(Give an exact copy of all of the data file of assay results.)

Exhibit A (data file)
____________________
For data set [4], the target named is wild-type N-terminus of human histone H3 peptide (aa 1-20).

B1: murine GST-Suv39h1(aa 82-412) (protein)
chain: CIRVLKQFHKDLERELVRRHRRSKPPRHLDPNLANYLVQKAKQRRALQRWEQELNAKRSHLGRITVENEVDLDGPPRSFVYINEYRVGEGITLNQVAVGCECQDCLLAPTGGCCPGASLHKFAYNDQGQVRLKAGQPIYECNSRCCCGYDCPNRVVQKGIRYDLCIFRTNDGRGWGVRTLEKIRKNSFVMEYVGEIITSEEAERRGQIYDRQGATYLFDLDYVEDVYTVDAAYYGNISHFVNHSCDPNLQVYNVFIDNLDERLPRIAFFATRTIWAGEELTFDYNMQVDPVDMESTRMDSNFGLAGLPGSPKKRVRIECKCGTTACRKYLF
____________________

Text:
For data set [4], the target named is wild-type N-terminus of human histone H3 peptide (aa 1-20).

B1: murine GST-Suv39h1(aa 82-412) (protein)
chain: CIRVLKQFHKDLERELVRRHRRSKPPRHLDPNLANYLVQKAKQRRALQRWEQELNAKRSHLGRITVENEVDLDGPPRSFVYINEYRVGEGITLNQVAVGCECQDCLLAPTGGCCPGASLHKFAYNDQGQVRLKAGQPIYECNSRCCCGYDCPNRVVQKGIRYDLCIFRTNDGRGWGVRTLEKIRKNSFVMEYVGEIITSEEAERRGQIYDRQGATYLFDLDYVEDVYTVDAAYYGNISHFVNHSCDPNLQVYNVFIDNLDERLPRIAFFATRTIWAGEELTFDYNMQVDPVDMESTRMDSNFGLAGLPGSPKKRVRIECKCGTTACRKYLF